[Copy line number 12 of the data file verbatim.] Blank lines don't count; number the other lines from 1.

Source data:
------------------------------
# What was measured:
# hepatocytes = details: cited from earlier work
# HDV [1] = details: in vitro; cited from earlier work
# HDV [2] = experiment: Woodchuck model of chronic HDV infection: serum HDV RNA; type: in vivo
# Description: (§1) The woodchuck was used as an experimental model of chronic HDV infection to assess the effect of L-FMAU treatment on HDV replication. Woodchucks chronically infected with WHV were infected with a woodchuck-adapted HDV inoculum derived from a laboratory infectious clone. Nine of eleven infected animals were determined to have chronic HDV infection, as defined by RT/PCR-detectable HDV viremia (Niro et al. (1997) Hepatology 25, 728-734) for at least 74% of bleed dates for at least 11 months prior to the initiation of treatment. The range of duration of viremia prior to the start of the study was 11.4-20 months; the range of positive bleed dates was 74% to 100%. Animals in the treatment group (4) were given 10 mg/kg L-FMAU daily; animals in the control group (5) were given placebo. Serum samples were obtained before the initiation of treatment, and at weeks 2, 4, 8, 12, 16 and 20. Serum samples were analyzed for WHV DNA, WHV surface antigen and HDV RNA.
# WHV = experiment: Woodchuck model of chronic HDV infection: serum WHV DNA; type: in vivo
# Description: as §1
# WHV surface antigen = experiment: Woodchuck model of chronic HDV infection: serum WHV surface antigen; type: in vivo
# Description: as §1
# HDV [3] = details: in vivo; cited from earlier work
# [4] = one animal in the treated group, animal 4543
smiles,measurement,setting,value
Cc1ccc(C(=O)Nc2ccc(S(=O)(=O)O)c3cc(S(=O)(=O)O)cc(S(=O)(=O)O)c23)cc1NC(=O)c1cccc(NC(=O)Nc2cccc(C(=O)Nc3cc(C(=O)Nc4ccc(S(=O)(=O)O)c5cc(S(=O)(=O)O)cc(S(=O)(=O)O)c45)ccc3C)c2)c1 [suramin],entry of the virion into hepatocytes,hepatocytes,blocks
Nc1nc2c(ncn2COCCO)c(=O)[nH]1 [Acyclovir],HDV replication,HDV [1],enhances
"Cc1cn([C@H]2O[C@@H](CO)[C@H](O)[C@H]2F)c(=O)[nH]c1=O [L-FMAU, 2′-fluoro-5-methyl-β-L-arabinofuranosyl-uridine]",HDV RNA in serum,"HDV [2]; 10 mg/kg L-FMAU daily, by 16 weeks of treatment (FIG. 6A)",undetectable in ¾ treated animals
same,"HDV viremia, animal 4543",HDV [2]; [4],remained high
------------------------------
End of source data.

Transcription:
smiles,measurement,setting,value